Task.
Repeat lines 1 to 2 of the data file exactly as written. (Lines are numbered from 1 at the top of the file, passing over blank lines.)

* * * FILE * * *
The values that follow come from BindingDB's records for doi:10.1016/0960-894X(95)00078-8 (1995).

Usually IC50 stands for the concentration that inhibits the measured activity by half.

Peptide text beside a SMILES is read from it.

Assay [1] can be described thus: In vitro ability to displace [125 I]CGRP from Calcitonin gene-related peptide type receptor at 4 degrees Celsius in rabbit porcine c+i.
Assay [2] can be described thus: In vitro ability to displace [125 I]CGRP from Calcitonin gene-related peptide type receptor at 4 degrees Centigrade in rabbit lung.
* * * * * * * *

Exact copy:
The values that follow come from BindingDB's records for doi:10.1016/0960-894X(95)00078-8 (1995).

Usually IC50 stands for the concentration that inhibits the measured activity by half.